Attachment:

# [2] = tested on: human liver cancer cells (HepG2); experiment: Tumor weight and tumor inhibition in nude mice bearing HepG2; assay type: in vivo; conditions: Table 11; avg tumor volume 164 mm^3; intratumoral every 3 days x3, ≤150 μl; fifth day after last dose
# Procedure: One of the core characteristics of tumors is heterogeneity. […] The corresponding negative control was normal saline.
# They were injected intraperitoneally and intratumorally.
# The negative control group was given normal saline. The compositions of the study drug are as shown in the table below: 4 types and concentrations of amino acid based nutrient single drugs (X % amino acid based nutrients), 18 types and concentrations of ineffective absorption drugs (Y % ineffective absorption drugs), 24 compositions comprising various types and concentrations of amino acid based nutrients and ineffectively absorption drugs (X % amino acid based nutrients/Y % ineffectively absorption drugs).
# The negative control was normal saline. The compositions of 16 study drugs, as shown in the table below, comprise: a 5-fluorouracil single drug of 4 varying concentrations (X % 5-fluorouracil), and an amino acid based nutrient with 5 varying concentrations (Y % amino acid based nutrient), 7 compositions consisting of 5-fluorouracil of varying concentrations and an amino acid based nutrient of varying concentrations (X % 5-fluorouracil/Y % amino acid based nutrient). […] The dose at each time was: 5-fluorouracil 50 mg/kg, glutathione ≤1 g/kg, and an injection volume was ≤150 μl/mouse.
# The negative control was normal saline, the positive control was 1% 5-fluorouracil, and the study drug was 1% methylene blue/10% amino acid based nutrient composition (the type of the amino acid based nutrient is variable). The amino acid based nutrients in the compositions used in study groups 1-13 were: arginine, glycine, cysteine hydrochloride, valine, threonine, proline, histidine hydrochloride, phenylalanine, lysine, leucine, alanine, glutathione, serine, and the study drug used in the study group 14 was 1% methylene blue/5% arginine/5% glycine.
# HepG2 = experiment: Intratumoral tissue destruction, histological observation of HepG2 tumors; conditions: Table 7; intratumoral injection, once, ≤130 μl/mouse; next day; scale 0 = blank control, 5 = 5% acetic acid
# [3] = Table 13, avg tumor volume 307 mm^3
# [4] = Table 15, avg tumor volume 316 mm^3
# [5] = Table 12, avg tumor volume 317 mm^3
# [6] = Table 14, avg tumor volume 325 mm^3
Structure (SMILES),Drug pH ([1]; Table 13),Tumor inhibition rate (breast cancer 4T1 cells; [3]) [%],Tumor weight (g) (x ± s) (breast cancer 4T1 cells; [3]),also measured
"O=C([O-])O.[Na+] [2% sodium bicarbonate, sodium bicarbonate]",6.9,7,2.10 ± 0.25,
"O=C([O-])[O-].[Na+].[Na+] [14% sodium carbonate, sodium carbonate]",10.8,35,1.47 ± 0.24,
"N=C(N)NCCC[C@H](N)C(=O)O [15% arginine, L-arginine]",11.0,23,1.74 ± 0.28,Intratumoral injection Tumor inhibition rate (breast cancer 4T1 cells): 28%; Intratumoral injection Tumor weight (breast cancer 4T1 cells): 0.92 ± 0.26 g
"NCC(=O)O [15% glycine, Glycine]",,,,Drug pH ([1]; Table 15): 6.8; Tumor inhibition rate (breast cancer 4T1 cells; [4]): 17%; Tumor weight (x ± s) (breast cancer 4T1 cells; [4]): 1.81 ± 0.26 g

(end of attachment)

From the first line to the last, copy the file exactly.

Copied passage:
# [2] = tested on: human liver cancer cells (HepG2); experiment: Tumor weight and tumor inhibition in nude mice bearing HepG2; assay type: in vivo; conditions: Table 11; avg tumor volume 164 mm^3; intratumoral every 3 days x3, ≤150 μl; fifth day after last dose
# Procedure: One of the core characteristics of tumors is heterogeneity. […] The corresponding negative control was normal saline.
# They were injected intraperitoneally and intratumorally.
# The negative control group was given normal saline. The compositions of the study drug are as shown in the table below: 4 types and concentrations of amino acid based nutrient single drugs (X % amino acid based nutrients), 18 types and concentrations of ineffective absorption drugs (Y % ineffective absorption drugs), 24 compositions comprising various types and concentrations of amino acid based nutrients and ineffectively absorption drugs (X % amino acid based nutrients/Y % ineffectively absorption drugs).
# The negative control was normal saline. The compositions of 16 study drugs, as shown in the table below, comprise: a 5-fluorouracil single drug of 4 varying concentrations (X % 5-fluorouracil), and an amino acid based nutrient with 5 varying concentrations (Y % amino acid based nutrient), 7 compositions consisting of 5-fluorouracil of varying concentrations and an amino acid based nutrient of varying concentrations (X % 5-fluorouracil/Y % amino acid based nutrient). […] The dose at each time was: 5-fluorouracil 50 mg/kg, glutathione ≤1 g/kg, and an injection volume was ≤150 μl/mouse.
# The negative control was normal saline, the positive control was 1% 5-fluorouracil, and the study drug was 1% methylene blue/10% amino acid based nutrient composition (the type of the amino acid based nutrient is variable). The amino acid based nutrients in the compositions used in study groups 1-13 were: arginine, glycine, cysteine hydrochloride, valine, threonine, proline, histidine hydrochloride, phenylalanine, lysine, leucine, alanine, glutathione, serine, and the study drug used in the study group 14 was 1% methylene blue/5% arginine/5% glycine.
# HepG2 = experiment: Intratumoral tissue destruction, histological observation of HepG2 tumors; conditions: Table 7; intratumoral injection, once, ≤130 μl/mouse; next day; scale 0 = blank control, 5 = 5% acetic acid
# [3] = Table 13, avg tumor volume 307 mm^3
# [4] = Table 15, avg tumor volume 316 mm^3
# [5] = Table 12, avg tumor volume 317 mm^3
# [6] = Table 14, avg tumor volume 325 mm^3
Structure (SMILES),Drug pH ([1]; Table 13),Tumor inhibition rate (breast cancer 4T1 cells; [3]) [%],Tumor weight (g) (x ± s) (breast cancer 4T1 cells; [3]),also measured
"O=C([O-])O.[Na+] [2% sodium bicarbonate, sodium bicarbonate]",6.9,7,2.10 ± 0.25,
"O=C([O-])[O-].[Na+].[Na+] [14% sodium carbonate, sodium carbonate]",10.8,35,1.47 ± 0.24,
"N=C(N)NCCC[C@H](N)C(=O)O [15% arginine, L-arginine]",11.0,23,1.74 ± 0.28,Intratumoral injection Tumor inhibition rate (breast cancer 4T1 cells): 28%; Intratumoral injection Tumor weight (breast cancer 4T1 cells): 0.92 ± 0.26 g
"NCC(=O)O [15% glycine, Glycine]",,,,Drug pH ([1]; Table 15): 6.8; Tumor inhibition rate (breast cancer 4T1 cells; [4]): 17%; Tumor weight (x ± s) (breast cancer 4T1 cells; [4]): 1.81 ± 0.26 g